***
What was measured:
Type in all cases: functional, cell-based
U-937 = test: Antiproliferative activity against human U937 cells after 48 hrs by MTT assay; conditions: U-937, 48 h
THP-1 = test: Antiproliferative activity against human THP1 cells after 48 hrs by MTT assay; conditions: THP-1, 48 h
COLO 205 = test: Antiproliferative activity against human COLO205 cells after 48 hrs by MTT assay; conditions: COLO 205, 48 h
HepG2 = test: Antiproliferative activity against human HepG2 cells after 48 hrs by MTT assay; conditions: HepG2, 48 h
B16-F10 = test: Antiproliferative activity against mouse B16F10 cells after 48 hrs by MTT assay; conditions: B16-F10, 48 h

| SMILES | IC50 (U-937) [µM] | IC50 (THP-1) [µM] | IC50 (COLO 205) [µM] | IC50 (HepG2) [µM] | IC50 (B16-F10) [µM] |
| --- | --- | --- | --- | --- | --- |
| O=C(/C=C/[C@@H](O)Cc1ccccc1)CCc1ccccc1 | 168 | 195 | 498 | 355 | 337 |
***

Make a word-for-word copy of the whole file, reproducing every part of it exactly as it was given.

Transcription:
What was measured:
Type in all cases: functional, cell-based
U-937 = test: Antiproliferative activity against human U937 cells after 48 hrs by MTT assay; conditions: U-937, 48 h
THP-1 = test: Antiproliferative activity against human THP1 cells after 48 hrs by MTT assay; conditions: THP-1, 48 h
COLO 205 = test: Antiproliferative activity against human COLO205 cells after 48 hrs by MTT assay; conditions: COLO 205, 48 h
HepG2 = test: Antiproliferative activity against human HepG2 cells after 48 hrs by MTT assay; conditions: HepG2, 48 h
B16-F10 = test: Antiproliferative activity against mouse B16F10 cells after 48 hrs by MTT assay; conditions: B16-F10, 48 h

| SMILES | IC50 (U-937) [µM] | IC50 (THP-1) [µM] | IC50 (COLO 205) [µM] | IC50 (HepG2) [µM] | IC50 (B16-F10) [µM] |
| --- | --- | --- | --- | --- | --- |
| O=C(/C=C/[C@@H](O)Cc1ccccc1)CCc1ccccc1 | 168 | 195 | 498 | 355 | 337 |